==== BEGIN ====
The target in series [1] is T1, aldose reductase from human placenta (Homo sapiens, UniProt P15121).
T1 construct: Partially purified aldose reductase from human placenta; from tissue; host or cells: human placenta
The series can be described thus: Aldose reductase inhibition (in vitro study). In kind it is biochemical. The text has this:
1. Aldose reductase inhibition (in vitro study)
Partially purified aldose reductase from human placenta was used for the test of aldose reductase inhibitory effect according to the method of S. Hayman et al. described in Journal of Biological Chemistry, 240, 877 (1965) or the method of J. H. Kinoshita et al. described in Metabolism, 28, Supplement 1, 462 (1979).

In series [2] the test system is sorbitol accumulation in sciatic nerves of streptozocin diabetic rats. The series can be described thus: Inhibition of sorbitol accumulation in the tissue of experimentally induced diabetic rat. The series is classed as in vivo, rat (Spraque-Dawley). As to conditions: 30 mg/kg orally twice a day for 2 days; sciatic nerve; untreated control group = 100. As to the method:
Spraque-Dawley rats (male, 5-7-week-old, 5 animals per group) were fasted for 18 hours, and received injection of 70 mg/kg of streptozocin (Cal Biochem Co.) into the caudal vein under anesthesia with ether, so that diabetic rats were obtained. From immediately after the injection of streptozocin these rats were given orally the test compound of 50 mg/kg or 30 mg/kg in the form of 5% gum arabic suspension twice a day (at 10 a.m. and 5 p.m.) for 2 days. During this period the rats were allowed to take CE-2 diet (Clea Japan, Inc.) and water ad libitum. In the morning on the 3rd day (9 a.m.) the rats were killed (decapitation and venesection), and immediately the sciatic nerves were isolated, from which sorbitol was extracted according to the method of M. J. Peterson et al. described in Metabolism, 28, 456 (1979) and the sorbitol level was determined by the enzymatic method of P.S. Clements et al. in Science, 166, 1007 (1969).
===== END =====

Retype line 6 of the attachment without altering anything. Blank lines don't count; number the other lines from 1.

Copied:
In series [2] the test system is sorbitol accumulation in sciatic nerves of streptozocin diabetic rats. The series can be described thus: Inhibition of sorbitol accumulation in the tissue of experimentally induced diabetic rat. The series is classed as in vivo, rat (Spraque-Dawley). As to conditions: 30 mg/kg orally twice a day for 2 days; sciatic nerve; untreated control group = 100. As to the method: